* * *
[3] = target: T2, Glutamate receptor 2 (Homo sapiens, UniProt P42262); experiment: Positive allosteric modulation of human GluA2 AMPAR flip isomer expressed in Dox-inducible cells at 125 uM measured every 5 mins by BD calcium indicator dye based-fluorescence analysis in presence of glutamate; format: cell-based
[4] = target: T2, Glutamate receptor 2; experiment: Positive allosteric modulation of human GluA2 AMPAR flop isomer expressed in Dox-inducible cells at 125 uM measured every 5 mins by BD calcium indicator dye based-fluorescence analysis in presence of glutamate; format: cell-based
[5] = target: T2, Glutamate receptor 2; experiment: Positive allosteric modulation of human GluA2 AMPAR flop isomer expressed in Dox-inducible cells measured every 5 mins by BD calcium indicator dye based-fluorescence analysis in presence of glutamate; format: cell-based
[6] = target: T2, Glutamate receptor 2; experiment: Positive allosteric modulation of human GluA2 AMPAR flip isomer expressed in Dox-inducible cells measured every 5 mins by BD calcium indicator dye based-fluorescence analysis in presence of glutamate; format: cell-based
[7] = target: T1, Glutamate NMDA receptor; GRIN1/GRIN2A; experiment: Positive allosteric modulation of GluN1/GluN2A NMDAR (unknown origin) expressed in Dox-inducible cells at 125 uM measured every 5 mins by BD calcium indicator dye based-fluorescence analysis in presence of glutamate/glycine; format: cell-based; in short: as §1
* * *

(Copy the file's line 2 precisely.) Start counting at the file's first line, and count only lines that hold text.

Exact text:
[4] = target: T2, Glutamate receptor 2; experiment: Positive allosteric modulation of human GluA2 AMPAR flop isomer expressed in Dox-inducible cells at 125 uM measured every 5 mins by BD calcium indicator dye based-fluorescence analysis in presence of glutamate; format: cell-based